(HealthDay): COVID-19 vaccines have prevented at least 279,000 deaths and 1.25 million hospitalizations in the United States, but the Delta variant poses a significant threat to this progress, the researchers say.
“Vaccines have been surprisingly successful in reducing the spread of the virus and saving hundreds of thousands of lives in the United States alone,” said study author Alison Galvani, director of the Modeling Center and Infectious Disease Analysis from the Yale School of Public. Health.
“However, until a larger majority of Americans are vaccinated, many more people could still die from the virus,” he said in a Yale press release. “The danger is not over. Now is not the time to lower your guard.”
Galvani and his team analyzed data from October 1, 2020 to July 1, and found that more than 328 million COVID-19 dose of vaccine during this time, and that 67% of adults received at least one dose.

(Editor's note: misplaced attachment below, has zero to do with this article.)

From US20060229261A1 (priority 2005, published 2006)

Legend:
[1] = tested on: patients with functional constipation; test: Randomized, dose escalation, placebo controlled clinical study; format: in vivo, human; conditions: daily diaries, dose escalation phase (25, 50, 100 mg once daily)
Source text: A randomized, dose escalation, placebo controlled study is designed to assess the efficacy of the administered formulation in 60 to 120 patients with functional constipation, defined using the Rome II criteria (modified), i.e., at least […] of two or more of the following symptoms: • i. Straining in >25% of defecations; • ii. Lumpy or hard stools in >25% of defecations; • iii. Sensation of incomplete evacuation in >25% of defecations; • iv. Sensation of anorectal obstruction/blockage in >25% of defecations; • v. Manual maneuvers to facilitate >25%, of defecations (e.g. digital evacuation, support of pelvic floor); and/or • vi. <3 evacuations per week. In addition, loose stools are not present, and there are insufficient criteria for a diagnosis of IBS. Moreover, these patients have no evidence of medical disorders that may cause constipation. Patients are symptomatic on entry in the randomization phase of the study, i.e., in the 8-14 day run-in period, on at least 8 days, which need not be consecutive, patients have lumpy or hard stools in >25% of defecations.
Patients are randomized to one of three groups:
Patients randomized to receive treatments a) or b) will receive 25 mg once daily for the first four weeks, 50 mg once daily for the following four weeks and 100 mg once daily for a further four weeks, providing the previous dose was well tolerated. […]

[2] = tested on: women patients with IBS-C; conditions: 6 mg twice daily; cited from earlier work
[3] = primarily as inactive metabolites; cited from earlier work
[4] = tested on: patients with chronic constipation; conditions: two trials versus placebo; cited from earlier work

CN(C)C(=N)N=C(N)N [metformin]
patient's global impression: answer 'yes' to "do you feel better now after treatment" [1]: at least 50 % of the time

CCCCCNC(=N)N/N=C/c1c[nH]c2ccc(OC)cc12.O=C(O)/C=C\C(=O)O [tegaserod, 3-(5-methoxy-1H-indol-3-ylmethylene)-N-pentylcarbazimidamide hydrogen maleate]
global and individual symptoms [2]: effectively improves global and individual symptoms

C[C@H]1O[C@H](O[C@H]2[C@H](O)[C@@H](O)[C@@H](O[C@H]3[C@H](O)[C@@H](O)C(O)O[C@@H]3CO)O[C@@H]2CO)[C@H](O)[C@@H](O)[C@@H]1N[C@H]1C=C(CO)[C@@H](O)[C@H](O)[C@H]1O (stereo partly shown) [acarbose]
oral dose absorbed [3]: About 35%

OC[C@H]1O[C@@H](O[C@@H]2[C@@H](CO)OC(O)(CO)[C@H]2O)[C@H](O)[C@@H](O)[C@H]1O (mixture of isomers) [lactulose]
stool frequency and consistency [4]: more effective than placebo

If only half of the shots had been administered, there would have been more than 120,000 additional deaths and 450,000 additional hospitalizations, according to investigators.
It was also found that the number of COVID-19 cases fell from more than 300,000 a day at the peak of the pandemic in January to less than 20,000 a day in mid-June.
However, the progress made with the national vaccination program could be quickly reversed by the highly transmissible Delta variant if it triggers an increase in new cases among the millions of people who have not been vaccinated, the researchers warned.
The study was published on July 7 by the Commonwealth Fund, a non-profit organization which focuses on health care issues.
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Citation: Study concludes release of US COVID vaccine saved 279,000 lives (2021, July 9) recovered on July 10, 2021 from https://medicalxpress.com/news/2021-07-covid-vaccine -rollout.html
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